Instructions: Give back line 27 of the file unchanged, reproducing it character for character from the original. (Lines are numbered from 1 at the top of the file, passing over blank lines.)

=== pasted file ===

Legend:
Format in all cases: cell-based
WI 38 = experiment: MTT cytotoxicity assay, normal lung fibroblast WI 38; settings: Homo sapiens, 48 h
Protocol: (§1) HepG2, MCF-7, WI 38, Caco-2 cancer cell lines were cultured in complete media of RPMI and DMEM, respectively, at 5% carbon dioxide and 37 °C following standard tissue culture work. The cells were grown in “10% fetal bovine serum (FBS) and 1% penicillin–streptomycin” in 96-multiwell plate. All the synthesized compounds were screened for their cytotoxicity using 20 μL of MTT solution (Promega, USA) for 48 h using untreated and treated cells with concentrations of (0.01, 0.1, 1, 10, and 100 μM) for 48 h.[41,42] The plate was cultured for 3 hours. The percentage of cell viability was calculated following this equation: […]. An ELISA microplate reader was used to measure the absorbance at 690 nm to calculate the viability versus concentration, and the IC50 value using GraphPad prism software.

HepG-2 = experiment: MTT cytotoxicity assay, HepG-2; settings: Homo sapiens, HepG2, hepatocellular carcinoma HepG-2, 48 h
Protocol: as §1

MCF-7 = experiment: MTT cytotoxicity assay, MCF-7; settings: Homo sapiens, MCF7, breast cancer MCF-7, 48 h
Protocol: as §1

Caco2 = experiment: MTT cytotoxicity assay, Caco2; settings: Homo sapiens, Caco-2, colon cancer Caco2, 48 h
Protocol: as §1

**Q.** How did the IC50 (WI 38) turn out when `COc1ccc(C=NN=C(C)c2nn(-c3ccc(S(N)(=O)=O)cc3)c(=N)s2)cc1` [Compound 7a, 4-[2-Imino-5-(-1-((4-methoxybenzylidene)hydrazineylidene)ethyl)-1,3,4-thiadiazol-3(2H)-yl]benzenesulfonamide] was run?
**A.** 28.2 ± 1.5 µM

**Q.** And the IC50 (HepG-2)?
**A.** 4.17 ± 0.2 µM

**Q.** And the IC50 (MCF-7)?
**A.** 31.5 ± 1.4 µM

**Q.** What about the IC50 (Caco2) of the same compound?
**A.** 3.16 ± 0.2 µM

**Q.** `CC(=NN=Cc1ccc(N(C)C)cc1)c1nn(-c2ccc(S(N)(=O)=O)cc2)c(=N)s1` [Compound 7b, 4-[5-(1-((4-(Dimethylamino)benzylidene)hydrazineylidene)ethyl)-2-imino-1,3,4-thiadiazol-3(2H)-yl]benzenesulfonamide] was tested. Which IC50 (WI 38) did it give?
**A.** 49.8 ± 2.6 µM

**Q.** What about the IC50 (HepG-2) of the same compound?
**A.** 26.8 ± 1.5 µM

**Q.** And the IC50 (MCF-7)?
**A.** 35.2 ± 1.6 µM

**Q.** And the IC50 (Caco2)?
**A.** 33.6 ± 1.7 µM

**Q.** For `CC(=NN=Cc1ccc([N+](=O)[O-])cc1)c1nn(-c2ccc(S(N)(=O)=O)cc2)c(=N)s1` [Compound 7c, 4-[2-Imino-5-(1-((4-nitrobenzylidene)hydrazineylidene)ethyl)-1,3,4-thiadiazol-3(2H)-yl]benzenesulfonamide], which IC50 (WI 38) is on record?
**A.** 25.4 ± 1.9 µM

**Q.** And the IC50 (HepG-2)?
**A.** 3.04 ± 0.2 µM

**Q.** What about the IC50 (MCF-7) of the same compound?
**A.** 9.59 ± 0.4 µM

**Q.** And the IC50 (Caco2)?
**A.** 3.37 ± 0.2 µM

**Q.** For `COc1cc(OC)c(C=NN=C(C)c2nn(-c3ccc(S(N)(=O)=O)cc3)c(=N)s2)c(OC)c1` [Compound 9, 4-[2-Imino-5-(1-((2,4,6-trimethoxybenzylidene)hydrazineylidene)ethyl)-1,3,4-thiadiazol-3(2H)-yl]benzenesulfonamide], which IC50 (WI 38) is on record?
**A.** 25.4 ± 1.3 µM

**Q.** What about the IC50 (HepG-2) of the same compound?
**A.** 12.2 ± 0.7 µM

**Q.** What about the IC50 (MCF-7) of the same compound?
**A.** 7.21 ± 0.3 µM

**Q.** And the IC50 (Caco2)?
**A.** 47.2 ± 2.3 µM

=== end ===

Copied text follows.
**Q.** For `CC(=NN=Cc1ccc([N+](=O)[O-])cc1)c1nn(-c2ccc(S(N)(=O)=O)cc2)c(=N)s1` [Compound 7c, 4-[2-Imino-5-(1-((4-nitrobenzylidene)hydrazineylidene)ethyl)-1,3,4-thiadiazol-3(2H)-yl]benzenesulfonamide], which IC50 (WI 38) is on record?